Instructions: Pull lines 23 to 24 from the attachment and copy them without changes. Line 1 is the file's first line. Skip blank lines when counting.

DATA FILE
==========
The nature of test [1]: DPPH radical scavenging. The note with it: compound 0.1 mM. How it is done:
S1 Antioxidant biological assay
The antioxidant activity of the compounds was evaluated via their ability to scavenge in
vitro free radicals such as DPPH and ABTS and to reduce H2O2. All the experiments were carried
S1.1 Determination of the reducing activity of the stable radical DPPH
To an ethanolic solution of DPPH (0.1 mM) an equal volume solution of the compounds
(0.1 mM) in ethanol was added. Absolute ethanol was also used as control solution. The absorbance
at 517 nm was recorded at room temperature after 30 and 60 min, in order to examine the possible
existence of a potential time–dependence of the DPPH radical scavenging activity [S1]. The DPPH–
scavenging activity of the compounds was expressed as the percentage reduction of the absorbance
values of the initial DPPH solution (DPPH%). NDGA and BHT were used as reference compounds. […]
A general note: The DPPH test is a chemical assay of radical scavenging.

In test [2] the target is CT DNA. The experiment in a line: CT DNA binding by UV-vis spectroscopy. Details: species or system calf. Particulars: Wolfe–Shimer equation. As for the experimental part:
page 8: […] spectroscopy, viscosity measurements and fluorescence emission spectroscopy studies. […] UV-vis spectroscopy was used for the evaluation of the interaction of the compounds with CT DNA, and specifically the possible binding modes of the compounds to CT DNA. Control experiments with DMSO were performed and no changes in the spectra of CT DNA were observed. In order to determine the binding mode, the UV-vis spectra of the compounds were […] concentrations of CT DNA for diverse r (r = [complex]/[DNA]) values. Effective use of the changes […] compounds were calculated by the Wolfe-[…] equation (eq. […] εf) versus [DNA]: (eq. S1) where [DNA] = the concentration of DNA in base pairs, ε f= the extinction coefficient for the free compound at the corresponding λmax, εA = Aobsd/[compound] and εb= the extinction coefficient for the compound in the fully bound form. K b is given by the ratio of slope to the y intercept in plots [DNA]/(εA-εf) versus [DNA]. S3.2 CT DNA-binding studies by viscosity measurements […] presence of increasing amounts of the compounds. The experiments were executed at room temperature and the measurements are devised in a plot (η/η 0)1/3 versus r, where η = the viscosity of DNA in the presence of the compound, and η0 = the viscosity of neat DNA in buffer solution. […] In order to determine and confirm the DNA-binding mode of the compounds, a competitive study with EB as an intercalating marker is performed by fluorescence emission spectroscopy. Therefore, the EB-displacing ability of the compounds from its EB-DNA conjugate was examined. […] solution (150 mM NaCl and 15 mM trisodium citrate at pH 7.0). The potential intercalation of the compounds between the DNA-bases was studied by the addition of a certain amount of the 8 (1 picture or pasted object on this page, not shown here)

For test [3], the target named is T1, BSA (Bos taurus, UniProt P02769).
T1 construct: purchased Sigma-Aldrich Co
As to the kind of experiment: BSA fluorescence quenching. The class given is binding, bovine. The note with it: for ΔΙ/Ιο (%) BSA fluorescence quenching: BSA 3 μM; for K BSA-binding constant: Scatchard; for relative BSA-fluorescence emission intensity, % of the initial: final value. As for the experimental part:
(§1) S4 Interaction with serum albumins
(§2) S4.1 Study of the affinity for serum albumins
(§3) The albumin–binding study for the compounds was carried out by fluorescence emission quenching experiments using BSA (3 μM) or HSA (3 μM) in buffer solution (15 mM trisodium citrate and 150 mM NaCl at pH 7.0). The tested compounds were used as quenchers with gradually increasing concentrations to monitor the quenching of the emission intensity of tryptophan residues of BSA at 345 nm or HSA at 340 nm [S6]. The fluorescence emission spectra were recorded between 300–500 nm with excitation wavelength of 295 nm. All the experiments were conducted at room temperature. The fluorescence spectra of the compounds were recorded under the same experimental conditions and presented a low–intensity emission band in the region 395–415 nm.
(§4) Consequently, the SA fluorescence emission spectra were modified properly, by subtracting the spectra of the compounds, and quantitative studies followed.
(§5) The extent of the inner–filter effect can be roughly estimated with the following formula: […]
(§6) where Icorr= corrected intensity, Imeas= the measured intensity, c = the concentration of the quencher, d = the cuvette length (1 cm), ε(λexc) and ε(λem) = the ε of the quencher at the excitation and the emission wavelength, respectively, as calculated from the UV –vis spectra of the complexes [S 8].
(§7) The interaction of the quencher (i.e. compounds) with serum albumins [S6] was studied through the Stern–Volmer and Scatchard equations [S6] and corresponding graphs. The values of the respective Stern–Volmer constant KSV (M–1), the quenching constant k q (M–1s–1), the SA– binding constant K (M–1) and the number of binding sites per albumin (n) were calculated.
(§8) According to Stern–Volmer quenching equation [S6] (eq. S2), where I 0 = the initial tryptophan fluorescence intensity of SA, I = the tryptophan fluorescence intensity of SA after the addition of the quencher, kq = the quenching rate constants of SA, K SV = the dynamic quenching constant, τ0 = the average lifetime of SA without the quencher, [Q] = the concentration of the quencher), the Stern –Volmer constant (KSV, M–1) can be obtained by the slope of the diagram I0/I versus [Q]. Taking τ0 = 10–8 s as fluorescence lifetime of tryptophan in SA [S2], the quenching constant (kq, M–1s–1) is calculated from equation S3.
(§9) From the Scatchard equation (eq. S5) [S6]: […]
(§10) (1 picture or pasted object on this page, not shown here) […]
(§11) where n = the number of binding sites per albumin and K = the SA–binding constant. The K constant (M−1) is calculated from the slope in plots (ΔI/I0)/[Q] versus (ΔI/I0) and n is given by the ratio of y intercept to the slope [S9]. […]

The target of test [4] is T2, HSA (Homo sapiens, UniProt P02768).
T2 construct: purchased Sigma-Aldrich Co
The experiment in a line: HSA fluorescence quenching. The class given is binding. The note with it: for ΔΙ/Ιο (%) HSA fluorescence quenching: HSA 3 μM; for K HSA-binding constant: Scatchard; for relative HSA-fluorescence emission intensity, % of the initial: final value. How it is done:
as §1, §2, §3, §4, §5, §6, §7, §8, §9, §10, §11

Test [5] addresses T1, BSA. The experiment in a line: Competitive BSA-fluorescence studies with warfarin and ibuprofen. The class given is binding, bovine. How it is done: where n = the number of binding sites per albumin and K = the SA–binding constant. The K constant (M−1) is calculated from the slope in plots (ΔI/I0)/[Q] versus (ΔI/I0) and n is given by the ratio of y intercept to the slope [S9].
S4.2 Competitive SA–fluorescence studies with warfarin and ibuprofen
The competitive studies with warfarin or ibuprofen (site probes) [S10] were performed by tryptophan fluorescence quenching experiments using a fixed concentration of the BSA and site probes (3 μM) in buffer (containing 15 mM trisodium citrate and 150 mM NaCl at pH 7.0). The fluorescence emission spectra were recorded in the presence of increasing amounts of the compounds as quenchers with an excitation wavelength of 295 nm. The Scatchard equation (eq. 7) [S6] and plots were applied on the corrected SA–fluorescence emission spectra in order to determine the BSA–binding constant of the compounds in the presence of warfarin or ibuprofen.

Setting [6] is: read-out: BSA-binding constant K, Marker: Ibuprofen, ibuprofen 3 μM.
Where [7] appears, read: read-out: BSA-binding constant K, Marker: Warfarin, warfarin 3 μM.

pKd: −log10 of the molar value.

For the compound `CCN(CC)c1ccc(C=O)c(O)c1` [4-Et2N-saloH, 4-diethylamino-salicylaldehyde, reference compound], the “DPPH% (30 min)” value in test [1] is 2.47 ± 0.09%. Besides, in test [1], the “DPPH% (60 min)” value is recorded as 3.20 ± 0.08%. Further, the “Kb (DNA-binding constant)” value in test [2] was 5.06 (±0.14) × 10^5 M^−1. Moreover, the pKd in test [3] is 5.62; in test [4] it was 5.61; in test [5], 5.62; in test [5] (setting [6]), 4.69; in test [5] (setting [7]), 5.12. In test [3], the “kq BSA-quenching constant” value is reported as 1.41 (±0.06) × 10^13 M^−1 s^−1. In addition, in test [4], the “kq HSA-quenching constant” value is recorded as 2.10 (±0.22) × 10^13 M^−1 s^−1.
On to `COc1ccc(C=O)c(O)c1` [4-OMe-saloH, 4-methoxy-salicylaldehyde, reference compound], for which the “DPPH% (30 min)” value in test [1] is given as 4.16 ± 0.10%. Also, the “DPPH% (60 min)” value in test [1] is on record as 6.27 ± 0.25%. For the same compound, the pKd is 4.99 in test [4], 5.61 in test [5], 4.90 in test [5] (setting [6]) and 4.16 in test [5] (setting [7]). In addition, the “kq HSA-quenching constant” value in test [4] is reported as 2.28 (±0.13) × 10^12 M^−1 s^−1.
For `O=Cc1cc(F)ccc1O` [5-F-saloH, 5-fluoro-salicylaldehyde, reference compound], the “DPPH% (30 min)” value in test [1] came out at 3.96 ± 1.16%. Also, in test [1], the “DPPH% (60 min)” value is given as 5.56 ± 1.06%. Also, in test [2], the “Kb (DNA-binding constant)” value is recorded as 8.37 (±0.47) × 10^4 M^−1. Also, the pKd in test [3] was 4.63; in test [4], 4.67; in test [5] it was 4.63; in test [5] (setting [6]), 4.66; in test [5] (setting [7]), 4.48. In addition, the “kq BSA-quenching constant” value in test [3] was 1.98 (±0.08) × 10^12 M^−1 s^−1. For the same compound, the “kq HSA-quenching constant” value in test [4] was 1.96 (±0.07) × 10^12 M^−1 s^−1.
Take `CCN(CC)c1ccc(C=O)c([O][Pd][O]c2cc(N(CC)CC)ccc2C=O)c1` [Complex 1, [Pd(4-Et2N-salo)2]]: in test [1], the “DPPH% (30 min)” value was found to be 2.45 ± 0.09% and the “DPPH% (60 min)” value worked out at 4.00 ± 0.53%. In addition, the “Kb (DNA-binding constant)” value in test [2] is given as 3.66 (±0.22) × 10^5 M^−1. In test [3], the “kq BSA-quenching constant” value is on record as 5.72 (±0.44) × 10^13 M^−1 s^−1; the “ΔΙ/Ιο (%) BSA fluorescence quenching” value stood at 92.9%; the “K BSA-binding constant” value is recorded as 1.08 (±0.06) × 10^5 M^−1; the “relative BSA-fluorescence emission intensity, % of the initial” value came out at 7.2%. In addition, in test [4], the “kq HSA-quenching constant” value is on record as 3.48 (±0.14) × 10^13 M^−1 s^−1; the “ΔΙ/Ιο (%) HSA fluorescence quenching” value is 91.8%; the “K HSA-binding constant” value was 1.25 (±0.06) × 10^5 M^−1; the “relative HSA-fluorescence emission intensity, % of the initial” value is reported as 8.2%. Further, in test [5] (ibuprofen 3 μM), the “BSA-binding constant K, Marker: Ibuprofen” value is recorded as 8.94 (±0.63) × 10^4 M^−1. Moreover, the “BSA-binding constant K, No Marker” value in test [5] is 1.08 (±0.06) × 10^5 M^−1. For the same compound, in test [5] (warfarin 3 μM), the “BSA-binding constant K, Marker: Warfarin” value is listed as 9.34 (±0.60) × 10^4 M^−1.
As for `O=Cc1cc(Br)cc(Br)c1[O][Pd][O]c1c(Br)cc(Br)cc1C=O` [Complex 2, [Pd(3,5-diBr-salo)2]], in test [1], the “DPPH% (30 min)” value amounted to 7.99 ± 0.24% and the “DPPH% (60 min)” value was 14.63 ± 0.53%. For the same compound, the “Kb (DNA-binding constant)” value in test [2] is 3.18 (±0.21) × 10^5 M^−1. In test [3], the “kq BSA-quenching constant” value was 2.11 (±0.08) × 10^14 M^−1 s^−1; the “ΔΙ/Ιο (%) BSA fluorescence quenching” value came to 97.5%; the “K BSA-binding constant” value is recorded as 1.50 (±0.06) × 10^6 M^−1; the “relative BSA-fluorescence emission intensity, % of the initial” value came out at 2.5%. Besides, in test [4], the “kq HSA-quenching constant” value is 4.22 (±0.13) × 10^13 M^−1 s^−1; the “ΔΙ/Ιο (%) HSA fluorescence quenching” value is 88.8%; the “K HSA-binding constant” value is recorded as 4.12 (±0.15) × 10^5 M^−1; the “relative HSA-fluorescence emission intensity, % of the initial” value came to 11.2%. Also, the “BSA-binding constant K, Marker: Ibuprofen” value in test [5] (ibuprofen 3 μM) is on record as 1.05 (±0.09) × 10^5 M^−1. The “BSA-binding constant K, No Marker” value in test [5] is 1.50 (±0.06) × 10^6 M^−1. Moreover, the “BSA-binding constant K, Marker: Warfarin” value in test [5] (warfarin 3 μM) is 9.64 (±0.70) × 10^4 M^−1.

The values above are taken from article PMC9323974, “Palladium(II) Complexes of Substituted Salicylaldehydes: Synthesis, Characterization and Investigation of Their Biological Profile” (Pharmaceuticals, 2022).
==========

(§6) where Icorr= corrected intensity, Imeas= the measured intensity, c = the concentration of the quencher, d = the cuvette length (1 cm), ε(λexc) and ε(λem) = the ε of the quencher at the excitation and the emission wavelength, respectively, as calculated from the UV –vis spectra of the complexes [S 8].
(§7) The interaction of the quencher (i.e. compounds) with serum albumins [S6] was studied through the Stern–Volmer and Scatchard equations [S6] and corresponding graphs. The values of the respective Stern–Volmer constant KSV (M–1), the quenching constant k q (M–1s–1), the SA– binding constant K (M–1) and the number of binding sites per albumin (n) were calculated.